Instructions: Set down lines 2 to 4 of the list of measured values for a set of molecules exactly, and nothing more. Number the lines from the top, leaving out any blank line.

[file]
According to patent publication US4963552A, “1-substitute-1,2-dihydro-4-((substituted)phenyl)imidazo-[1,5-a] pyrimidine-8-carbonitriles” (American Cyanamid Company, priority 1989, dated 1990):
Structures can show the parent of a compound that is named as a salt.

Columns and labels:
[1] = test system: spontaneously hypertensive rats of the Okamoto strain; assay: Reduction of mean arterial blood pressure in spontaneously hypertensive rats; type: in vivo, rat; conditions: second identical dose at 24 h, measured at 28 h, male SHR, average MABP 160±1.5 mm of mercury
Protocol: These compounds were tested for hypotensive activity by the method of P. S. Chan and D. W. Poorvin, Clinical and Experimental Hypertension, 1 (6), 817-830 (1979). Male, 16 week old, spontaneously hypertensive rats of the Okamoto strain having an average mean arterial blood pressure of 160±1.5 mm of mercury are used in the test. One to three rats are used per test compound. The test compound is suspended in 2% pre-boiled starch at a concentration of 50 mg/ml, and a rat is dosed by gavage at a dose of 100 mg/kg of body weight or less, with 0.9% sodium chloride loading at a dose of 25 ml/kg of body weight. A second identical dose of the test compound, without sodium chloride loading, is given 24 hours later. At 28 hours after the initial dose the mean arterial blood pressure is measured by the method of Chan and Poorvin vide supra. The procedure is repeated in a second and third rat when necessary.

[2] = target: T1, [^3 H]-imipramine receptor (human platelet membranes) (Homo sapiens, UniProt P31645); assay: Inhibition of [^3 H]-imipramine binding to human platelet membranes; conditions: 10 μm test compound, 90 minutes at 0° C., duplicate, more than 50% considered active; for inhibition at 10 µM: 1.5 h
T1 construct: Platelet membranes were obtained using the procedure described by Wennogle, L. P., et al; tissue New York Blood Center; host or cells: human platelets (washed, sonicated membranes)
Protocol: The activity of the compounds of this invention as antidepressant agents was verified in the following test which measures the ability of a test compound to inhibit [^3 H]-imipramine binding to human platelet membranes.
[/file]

Structures can show the parent of a compound that is named as a salt.

Columns and labels:
[1] = test system: spontaneously hypertensive rats of the Okamoto strain; assay: Reduction of mean arterial blood pressure in spontaneously hypertensive rats; type: in vivo, rat; conditions: second identical dose at 24 h, measured at 28 h, male SHR, average MABP 160±1.5 mm of mercury